Preparing ArcGIS Layer Files for Publication

While optional, publishing ArcGIS layer files with your data can be very beneficial. They enable the user to easily add the data to an ArcMap Project, and give you an opportunity to provide optimal symbology, dataset groupings, titles, or usage tips. For state agency users with access to a GDRS, layer files ensure that the data can be included in the DNR's "Quick Layers" tool. For these reasons, we strongly encourage publishers to include layer files within their resource.

Since Quick Layers will display the layer file title exactly as written, use plain English in the layer file title, with mixed case and spaces between the words. For example: "Minnesota County Boundaries.lyr"

Also note that layer files will only work with the data formats you provide; they will not be created for additional formats that the Commons automatically generates. For example, if you provide your dataset in file geodatabase format with a layer file, the Commons will automatically generate and publish a shapefile version of the data, but the shapefile version will not include a layer file.

Methods for Generating ArcGIS Layer Files with Relative Paths

Layer files must have relative paths set in order to work with the data you are publishing. There are several methods to create a layer file with relative paths. None is preferred, but some methods allow greater flexibility than others.

Using ArcMap

  1. Set to relative paths, via either method described below. The first method customizes your ArcMap so that new map documents you create are automatically set up with relative paths enabled. The second method just sets up the relative paths within the current map document.
  2. Right-click the layer of interest in the Table of Contents and Save as a Layer File
  3. Browse to your preferred output location
  4. If desired, use the drop-down to save to an earlier version of ArcMap.
    • All layer files should be forward compatible, so there should be no issues with choosing an earlier version of ArcMap, and it may make the layer file more accessible to users of earlier versions. The same is true of geodatabases, although significant compatibility changes occurred at 10.0 when an API was released to allow developer access to the data.

Set All Map Documents to Store Relative Paths

  1. In ArcMap, go to Customize Menu > ArcMap Options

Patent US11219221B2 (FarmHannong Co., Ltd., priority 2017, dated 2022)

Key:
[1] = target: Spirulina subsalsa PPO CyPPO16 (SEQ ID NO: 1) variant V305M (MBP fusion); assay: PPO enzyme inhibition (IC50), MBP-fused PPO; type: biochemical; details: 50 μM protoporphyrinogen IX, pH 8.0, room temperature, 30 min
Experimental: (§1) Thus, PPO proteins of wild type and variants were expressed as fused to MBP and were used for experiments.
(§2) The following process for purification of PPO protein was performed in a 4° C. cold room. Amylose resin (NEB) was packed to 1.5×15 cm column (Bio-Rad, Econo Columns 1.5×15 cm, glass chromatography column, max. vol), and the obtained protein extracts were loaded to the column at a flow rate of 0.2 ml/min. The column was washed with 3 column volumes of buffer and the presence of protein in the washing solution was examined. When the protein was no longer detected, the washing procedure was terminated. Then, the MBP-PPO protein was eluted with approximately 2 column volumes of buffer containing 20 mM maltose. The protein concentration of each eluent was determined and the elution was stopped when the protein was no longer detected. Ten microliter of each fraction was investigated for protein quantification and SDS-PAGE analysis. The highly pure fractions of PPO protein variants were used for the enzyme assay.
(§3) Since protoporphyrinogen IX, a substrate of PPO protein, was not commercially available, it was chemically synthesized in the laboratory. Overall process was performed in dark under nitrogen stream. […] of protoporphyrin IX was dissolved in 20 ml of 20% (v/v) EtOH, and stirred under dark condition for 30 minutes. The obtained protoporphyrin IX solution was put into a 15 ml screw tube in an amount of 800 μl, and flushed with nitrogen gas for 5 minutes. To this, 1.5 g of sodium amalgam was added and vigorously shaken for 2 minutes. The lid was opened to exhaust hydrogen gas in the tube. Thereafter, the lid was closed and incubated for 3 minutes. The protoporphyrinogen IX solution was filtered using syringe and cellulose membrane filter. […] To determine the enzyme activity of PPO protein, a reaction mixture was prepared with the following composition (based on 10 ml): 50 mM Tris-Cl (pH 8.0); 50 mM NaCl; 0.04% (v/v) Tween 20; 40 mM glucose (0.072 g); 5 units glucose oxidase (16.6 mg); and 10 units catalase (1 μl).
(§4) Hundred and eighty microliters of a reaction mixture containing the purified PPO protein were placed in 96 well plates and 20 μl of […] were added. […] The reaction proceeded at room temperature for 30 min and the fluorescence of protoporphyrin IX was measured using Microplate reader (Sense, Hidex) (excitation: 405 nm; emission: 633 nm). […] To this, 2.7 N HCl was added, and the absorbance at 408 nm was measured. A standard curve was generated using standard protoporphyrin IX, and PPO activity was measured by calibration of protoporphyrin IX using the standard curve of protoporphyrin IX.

2. Towards the middle of the dialog, check on Make relative paths the default for new map documents.

Setting Relative Paths in all ArcMap Documents

Toggling Relative Paths in a Single Map Document

  1. In ArcMap, go to File Menu > Map Document Properties
  2. Towards the bottom of the dialog, check on Pathnames: Store relative pathnames to data sources.

Setting Relative Paths in ArcMap

Using ArcToolbox Tools

From within ArcMap:

  1. Open ArcToolbox
  2. Navigate to Data Management Tools > Layers and Table Views  > Save to Layer File
  3. Input Layer: The drop down list is populated from the data layers in the ArcMap Table of Contents. Select a layer from the drop down list.
  4. Output Layer: Navigate to your preferred output location, keeping in mind that  the relationship between where the layer file is stored and where the data is will be preserved when you choose relative paths. Often storing the layer file alongside the data source, such as in the "fgdb" folder, is desirable.
  5. Check on: Store Relative Paths
  6. Layer Version: Choose the ArcMap version most commonly used; this means if a new version was just released it may make most sense to save to the previous version.

From within ArcCatalog:

ArcCatalog does not have access to layers in memory like ArcMap unless they are generated during the active session. See the steps below to prepare symbology and save to a Layer File.

  1. Open ArcToolbox
  2. Navigate to Data Management Tools > Layers and Table Views 
  3. Open  Make Feature Layer or other Make ______ Layer Tool (fill in the blank as appropriate for the layer type) and run the tool, making note of the Output Layer name.
  4. Open Save to Layer File Tool
  5. Input Layer: Choose from the drop down (populated from Layers created in this ArcCatalog Session).
  6. Output Layer: Navigate to your preferred output location, keeping in mind the relationship between where the layer file is stored and the data will be preserved when you choose relative paths.
  7. Check on: Store Relative Paths
  8. Layer Version: Choose the ArcMap version most commonly used; this means if a new version was just released it may make most sense to save to the previous version.

Checking that paths are relative

If you leave your data and layer file in the same place as they were originally generated, it can be difficult to know for sure that the paths are in fact relative. Here are a few ways to check them:

  • If they are on a network drive, remap the drive to a different drive letter and open the layer file and note if the path has changed (which would indicate success), or add it to ArcMap and see if it can find its source.
  • If it is on your local machine, create a new folder or rename the parent directory and attempt to load the layer in ArcMap. Or, open the layer file properties in ArcCatalog and note the source; if successful, it should have the renamed parent directory in the path.